If anything, the Singularity promises to bring as much rupture as it does rapture.  As technological evolution continues to accelerate, our identities, ideals, and values struggle to keep pace, increasing the gap between the hardware of technology and the software of consciousness and culture.  Make no mistake: if it is to truly become the denouement of human evolution, a jumping-off point for an entirely new conception of human existence, the technological Singularity must be accompanied by a cultural Singularity and a conscious Singularity—a Singularity of “I”, a Singularity of “we”, and a Singularity of “it”.  Otherwise it will not be a Singularity at all, but a world-devouring monster at the end of history, threatening to send evolution in this tiny corner of the galaxy back thousands, if not millions of years.

Fortunately, we do see an analog to the technological Singularity occurring within consciousness and culture.  Just as Moore’s Law predicts that each successive technological innovation will take less and less time to emerge, we can actually see the same happening with cultural worldviews.  For example, we can estimate a couple hundred thousand years of tribal cultures, ten thousand years of warlord cultures, a few thousand years of mythic traditional cultures, five hundred years of rational industrial cultures, and just over 50 years of pluralistic informational cultures, each new stage taking only a fraction of the time to emerge as the previous stage.  We are now seeing a new stage of culture and consciousness beginning to emerge—a markedly Integral stage, capable of viewing the world through a meta-paradigmatic and multi-perspectival lens, holding all the world’s knowledge, wisdom, and insight as a single living jewel.  And as more and more Integral individuals come together, a powerful cultural force begins to sweep across the planet—one that is inherently more whole, more balanced, and more capable than anything the world has ever seen.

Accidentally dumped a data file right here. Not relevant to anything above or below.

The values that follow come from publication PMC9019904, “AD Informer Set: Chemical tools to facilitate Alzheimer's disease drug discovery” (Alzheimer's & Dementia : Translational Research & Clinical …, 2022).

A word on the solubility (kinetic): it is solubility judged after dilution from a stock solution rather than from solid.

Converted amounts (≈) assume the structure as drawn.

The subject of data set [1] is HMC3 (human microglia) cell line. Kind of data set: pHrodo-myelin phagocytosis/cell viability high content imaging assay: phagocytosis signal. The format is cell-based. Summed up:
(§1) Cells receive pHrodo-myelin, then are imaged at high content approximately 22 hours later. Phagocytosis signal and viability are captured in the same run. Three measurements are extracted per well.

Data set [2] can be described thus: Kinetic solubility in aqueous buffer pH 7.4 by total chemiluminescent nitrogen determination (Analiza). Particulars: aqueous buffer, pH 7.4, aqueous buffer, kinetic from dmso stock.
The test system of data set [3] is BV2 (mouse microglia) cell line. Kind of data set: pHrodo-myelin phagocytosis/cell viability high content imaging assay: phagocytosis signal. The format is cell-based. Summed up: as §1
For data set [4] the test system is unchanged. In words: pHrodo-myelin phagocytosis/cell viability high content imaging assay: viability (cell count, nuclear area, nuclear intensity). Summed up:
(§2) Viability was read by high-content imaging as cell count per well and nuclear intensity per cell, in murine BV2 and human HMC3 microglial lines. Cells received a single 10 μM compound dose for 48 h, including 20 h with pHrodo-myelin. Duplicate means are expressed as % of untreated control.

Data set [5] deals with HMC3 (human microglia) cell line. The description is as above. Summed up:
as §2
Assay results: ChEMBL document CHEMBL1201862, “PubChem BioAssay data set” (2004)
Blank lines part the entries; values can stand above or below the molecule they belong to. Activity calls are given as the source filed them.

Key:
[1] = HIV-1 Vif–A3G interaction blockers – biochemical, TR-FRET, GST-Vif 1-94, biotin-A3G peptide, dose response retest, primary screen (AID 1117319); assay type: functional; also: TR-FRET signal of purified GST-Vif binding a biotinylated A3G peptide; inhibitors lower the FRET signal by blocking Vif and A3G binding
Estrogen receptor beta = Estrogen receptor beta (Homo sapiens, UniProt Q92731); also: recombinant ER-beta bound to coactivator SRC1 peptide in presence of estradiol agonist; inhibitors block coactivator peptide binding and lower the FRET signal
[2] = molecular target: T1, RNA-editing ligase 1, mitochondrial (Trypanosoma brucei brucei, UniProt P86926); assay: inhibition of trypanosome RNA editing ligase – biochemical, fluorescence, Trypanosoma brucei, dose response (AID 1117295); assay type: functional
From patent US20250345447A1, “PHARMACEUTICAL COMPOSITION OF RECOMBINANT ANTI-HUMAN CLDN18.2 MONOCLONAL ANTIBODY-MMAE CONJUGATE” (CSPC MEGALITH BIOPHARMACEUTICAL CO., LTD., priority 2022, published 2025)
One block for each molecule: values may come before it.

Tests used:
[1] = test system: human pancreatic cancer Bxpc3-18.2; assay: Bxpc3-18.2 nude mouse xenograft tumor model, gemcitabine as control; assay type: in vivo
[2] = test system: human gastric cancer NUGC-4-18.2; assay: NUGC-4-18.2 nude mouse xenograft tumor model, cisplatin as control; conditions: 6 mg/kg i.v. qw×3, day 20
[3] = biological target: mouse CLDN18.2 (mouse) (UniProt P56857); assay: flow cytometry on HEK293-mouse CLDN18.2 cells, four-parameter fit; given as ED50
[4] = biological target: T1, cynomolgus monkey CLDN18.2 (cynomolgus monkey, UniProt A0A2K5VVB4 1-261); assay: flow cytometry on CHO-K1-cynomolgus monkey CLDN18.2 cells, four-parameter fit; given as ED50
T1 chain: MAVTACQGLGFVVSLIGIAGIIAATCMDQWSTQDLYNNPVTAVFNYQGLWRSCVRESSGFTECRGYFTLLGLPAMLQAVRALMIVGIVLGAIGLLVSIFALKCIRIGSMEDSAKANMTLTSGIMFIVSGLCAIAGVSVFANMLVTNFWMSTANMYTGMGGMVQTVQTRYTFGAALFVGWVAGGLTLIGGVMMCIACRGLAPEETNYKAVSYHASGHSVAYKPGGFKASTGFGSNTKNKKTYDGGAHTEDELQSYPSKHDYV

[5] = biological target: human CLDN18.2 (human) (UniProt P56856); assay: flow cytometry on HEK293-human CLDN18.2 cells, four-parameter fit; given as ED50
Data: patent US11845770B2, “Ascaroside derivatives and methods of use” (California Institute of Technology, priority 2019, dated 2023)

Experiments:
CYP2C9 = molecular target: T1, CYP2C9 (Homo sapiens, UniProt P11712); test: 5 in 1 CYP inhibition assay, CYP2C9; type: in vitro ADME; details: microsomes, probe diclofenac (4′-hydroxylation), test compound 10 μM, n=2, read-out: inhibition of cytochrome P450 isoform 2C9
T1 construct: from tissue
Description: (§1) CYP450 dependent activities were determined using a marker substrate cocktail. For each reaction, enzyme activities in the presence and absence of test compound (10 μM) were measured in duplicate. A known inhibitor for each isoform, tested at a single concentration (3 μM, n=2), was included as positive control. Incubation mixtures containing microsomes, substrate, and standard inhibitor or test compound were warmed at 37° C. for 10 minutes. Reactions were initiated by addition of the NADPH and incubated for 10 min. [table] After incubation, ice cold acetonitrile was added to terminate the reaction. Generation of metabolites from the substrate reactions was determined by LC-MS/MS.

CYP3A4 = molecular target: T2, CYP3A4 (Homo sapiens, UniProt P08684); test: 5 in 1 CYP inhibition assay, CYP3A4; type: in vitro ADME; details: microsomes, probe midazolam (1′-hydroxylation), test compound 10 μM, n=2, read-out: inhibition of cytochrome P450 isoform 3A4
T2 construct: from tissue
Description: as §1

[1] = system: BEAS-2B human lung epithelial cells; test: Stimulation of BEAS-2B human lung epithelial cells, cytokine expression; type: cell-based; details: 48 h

And to the extent that you are even vaguely interested in conversations like these, you are actually enacting and participating with the Singularity, at least in its conscious dimension. Today’s Integral pioneers are the living ancestors of tomorrow’s post-humans, standing in the convergence of all that is Beautiful, Good, and True.  You are the Singularity, every breath rippling out to the edge of our shared future, echoing back as tomorrow’s possibilities.

Originally published on Integral Life – The Singularity: Rupture or Rapture? (w/ Moses Silbiger and Ken Wilber)